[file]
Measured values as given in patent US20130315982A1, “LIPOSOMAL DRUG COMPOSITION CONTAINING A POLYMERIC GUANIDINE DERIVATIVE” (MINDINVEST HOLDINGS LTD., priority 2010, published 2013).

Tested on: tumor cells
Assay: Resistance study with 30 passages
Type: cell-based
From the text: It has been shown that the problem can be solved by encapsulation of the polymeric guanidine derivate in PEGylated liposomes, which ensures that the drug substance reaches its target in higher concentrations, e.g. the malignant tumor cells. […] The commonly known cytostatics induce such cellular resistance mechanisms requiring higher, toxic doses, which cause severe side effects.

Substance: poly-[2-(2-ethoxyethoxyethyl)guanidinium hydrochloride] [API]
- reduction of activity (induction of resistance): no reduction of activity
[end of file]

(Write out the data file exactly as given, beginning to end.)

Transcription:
Measured values as given in patent US20130315982A1, “LIPOSOMAL DRUG COMPOSITION CONTAINING A POLYMERIC GUANIDINE DERIVATIVE” (MINDINVEST HOLDINGS LTD., priority 2010, published 2013).

Tested on: tumor cells
Assay: Resistance study with 30 passages
Type: cell-based
From the text: It has been shown that the problem can be solved by encapsulation of the polymeric guanidine derivate in PEGylated liposomes, which ensures that the drug substance reaches its target in higher concentrations, e.g. the malignant tumor cells. […] The commonly known cytostatics induce such cellular resistance mechanisms requiring higher, toxic doses, which cause severe side effects.

Substance: poly-[2-(2-ethoxyethoxyethyl)guanidinium hydrochloride] [API]
- reduction of activity (induction of resistance): no reduction of activity